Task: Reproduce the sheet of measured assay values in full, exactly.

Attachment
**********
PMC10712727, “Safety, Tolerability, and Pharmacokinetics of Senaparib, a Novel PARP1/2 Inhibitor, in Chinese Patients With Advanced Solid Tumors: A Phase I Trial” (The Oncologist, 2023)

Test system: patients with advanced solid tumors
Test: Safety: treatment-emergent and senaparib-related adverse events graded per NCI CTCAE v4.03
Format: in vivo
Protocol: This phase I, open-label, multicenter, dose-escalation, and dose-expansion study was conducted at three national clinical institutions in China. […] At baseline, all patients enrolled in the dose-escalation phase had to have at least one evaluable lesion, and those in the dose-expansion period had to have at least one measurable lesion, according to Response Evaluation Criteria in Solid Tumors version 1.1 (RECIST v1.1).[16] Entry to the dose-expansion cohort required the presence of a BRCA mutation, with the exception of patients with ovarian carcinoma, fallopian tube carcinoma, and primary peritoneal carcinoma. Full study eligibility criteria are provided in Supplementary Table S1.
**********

PMC10712727, “Safety, Tolerability, and Pharmacokinetics of Senaparib, a Novel PARP1/2 Inhibitor, in Chinese Patients With Advanced Solid Tumors: A Phase I Trial” (The Oncologist, 2023)

Test system: patients with advanced solid tumors
Test: Safety: treatment-emergent and senaparib-related adverse events graded per NCI CTCAE v4.03
Format: in vivo
Protocol: This phase I, open-label, multicenter, dose-escalation, and dose-expansion study was conducted at three national clinical institutions in China. […] At baseline, all patients enrolled in the dose-escalation phase had to have at least one evaluable lesion, and those in the dose-expansion period had to have at least one measurable lesion, according to Response Evaluation Criteria in Solid Tumors version 1.1 (RECIST v1.1).[16] Entry to the dose-expansion cohort required the presence of a BRCA mutation, with the exception of patients with ovarian carcinoma, fallopian tube carcinoma, and primary peritoneal carcinoma. Full study eligibility criteria are provided in Supplementary Table S1.